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So I'm trying to control the stacking of equally-sized elements via z-index. Now an idea that I came across recently to avoid going through z-indices and improve performance times by hopefully to avoiding browser reflows is instead order layers via the order I append things to the parent.

So if I have a container div that holds all the stacking divs, and linked list that mirrors the order, referencing the stacking divs, then I reorder the divs based on user input. Then instead of updating the z-indices, I would recreate the div element and just append everything in order. So something like this:

var from = nodeBeforeFrom; // Input
var target = nodeBeforeTarget; // Input
var linkedlist = input; // var linkedlist contains all the stacking divs
linkedlist.moveElement(div1, div2); //Move div1 to after div2
var container = document.createElement('div');

linkedlist.reorder; // 

var cur = linkedlist.first;
while (cur.next) {
  container.appendChild(cur)
  cur = cur.next;
}
document.removeChild(oldContainer);
document.appendChild(container);
// This is meant as pseudocode so forgive an errors in regards to the specifics

So my questions are the following:

  1. Would this reduce browser reflows from n reflows to just 1 or 2 (where n is the number of divs)? If I understand it right, changing the z-index of a single element should cause either a browser repaint or a reflow.
  2. Will the second approach work and stack elements in the order you append them?
  3. Is there a way to move childs around using the DOM's child node structure already so I don't have to create a separate linked list? I only see removeChild and appendChild functions that I can use at the moment.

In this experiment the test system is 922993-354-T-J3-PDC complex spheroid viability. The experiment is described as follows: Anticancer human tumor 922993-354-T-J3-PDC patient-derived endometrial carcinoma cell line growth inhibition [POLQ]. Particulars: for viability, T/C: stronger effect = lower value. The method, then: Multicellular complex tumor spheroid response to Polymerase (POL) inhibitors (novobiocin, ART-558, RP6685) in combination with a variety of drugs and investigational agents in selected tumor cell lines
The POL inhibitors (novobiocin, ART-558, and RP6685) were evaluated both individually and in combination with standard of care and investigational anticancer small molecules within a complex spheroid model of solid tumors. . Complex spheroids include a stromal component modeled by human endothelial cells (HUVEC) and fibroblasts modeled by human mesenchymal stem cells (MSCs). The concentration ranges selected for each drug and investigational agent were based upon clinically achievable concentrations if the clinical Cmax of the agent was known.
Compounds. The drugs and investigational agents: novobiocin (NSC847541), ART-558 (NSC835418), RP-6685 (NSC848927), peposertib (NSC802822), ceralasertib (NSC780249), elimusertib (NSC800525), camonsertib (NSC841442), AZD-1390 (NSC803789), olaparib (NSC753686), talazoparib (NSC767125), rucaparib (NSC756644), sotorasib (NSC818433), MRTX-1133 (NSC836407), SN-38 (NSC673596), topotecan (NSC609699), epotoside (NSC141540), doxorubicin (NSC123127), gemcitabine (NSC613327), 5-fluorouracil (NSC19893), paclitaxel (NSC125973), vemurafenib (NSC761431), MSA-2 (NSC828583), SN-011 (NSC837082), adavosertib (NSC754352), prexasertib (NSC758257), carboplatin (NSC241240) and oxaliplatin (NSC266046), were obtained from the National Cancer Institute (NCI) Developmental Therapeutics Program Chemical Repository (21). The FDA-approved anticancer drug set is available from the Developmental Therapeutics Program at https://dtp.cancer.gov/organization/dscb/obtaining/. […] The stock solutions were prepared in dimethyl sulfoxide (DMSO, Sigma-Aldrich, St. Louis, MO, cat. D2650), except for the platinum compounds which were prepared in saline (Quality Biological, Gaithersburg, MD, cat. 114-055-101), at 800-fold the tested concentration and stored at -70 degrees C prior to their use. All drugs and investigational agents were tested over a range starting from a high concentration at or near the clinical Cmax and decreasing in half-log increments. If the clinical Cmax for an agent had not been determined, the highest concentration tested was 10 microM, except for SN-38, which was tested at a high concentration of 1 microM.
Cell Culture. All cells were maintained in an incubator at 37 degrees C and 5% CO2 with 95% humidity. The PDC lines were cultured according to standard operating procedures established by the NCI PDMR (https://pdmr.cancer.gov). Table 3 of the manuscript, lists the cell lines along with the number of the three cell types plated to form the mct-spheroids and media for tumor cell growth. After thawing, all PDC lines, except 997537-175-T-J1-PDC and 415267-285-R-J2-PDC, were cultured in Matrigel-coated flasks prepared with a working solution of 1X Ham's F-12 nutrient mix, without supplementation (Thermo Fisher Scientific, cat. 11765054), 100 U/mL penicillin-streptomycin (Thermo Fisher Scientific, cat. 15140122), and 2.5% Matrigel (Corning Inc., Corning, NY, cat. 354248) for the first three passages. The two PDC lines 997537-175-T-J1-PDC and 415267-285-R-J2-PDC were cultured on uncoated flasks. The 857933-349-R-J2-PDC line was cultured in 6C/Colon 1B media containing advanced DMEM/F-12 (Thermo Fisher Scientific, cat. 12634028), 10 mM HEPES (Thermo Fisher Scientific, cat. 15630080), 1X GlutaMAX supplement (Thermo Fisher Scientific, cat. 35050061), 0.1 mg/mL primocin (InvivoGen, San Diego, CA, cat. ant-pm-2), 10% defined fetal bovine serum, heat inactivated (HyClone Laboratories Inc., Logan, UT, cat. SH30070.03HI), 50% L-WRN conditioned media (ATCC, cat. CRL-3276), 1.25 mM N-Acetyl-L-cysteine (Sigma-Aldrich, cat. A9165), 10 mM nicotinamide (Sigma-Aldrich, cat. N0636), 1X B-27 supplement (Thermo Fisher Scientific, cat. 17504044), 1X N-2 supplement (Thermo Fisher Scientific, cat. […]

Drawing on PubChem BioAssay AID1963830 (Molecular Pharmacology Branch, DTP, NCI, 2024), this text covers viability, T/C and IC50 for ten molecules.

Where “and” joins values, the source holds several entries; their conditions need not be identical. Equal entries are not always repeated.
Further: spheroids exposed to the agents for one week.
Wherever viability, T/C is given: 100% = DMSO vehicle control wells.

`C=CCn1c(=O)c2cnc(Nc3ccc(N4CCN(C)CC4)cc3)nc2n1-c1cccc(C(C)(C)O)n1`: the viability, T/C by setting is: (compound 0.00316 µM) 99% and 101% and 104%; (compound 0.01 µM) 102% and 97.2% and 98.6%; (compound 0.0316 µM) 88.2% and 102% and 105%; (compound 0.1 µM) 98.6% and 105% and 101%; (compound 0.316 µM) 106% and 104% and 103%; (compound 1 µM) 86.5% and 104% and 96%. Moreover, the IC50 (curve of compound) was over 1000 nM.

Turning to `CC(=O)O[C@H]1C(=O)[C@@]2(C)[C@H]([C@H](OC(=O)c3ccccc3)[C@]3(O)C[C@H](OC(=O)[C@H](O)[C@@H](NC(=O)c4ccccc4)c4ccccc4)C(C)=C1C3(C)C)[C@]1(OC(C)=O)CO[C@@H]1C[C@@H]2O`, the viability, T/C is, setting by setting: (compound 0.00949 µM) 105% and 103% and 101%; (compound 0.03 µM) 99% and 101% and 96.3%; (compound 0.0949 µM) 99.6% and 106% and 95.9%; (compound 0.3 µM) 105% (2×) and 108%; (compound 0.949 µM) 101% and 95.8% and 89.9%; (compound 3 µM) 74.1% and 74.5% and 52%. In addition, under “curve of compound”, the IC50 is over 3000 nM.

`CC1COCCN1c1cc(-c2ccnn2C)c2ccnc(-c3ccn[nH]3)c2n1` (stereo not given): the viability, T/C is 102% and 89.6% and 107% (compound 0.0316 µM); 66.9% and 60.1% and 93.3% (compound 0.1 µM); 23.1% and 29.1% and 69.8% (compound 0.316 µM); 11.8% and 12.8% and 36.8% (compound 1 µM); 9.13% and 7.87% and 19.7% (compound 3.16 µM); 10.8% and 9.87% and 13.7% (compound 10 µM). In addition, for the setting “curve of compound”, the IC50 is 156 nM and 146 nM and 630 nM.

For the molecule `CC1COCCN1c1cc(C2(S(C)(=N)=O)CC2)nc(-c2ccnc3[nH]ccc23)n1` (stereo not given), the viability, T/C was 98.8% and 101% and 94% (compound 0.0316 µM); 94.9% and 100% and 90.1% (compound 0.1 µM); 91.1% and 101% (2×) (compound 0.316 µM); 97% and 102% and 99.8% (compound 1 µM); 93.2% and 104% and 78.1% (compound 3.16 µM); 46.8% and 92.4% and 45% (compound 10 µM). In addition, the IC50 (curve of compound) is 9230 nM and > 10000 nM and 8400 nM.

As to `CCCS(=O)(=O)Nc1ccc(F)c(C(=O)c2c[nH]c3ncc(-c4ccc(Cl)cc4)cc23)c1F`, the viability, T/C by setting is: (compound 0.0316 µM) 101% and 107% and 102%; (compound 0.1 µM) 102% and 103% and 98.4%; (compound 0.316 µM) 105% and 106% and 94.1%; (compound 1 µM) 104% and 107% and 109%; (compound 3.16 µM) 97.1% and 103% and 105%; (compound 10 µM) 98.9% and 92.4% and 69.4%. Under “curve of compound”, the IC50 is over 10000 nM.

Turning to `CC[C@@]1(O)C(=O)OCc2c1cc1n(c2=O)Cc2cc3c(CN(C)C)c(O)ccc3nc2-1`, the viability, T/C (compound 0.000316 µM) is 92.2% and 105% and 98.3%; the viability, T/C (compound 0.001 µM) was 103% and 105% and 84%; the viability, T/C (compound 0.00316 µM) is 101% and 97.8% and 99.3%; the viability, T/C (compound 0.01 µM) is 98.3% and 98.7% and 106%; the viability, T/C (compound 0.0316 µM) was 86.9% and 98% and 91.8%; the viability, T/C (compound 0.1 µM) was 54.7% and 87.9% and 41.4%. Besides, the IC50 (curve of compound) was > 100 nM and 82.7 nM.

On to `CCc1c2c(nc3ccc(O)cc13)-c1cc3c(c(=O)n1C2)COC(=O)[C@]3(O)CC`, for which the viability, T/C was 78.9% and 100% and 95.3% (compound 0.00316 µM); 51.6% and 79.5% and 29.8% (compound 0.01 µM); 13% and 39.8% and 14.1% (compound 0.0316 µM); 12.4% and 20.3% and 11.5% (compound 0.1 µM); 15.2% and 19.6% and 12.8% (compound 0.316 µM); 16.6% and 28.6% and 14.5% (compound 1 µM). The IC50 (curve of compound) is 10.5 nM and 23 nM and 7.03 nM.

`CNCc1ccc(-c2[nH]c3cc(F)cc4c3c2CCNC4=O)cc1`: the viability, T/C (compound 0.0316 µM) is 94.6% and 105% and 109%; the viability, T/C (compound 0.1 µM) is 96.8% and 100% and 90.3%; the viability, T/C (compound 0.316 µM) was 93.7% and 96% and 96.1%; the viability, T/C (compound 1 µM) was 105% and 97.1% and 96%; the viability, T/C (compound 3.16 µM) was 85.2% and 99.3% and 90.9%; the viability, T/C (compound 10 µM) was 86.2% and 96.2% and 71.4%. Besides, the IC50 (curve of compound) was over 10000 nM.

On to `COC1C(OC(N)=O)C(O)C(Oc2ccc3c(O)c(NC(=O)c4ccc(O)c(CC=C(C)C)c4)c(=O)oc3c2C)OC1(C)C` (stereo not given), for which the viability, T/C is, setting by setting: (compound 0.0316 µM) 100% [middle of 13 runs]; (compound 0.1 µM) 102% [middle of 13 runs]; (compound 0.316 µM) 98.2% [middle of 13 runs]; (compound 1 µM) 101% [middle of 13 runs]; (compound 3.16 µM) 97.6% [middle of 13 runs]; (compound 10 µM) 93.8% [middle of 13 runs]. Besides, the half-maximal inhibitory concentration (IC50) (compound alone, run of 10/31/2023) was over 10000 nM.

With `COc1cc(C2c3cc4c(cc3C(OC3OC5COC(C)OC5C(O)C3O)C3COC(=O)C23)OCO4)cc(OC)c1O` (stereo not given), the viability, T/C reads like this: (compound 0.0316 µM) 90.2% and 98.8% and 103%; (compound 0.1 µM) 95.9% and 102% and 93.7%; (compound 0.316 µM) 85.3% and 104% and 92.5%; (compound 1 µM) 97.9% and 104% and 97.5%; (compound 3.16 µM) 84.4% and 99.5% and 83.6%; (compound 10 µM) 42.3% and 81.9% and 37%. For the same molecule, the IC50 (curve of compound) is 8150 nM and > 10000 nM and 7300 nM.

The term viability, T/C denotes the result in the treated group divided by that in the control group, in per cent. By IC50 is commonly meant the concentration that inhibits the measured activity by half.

And yes performance is an issue since I'm planning on using this for graphics and html5 stuff. So where I can save I would like to save.

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1  
Welcome to SO. First of all nice question formatting but it's a bit too much to process I think... Maybe you could post a simpler example, with a demo at jsfiddle if possible. –  elclanrs Oct 10 '12 at 21:44
    
I removed the comparison between the approaches since I can do that myself I just left in what I actually wanted to ask. –  Sarenthenis Oct 11 '12 at 19:12

1 Answer 1

up vote 0 down vote accepted

Well great it seems I've answered my own question after playing around with things and some research thanks to the good people at Opera. Pretty much yeah it's faster to perform updates on hidden/unseen elements on the browser, then to add it to the DOM tree. I got my confirmation from here. The actual trick is to set the hidden CSS tag, perform all the operations that affect display, then set hidden back to true and that reduces your browser reflows from O(n) to just 2 total.

Also this method for avoiding z-index certainly works. I unfortunately still haven't found a way to access the childNodes linked list for DOM elements. However, taking a closer look at the specification, it turns out that childNodes for DOM nodes is read-only, which likely means it's not possible unless there's some vague hack around it.

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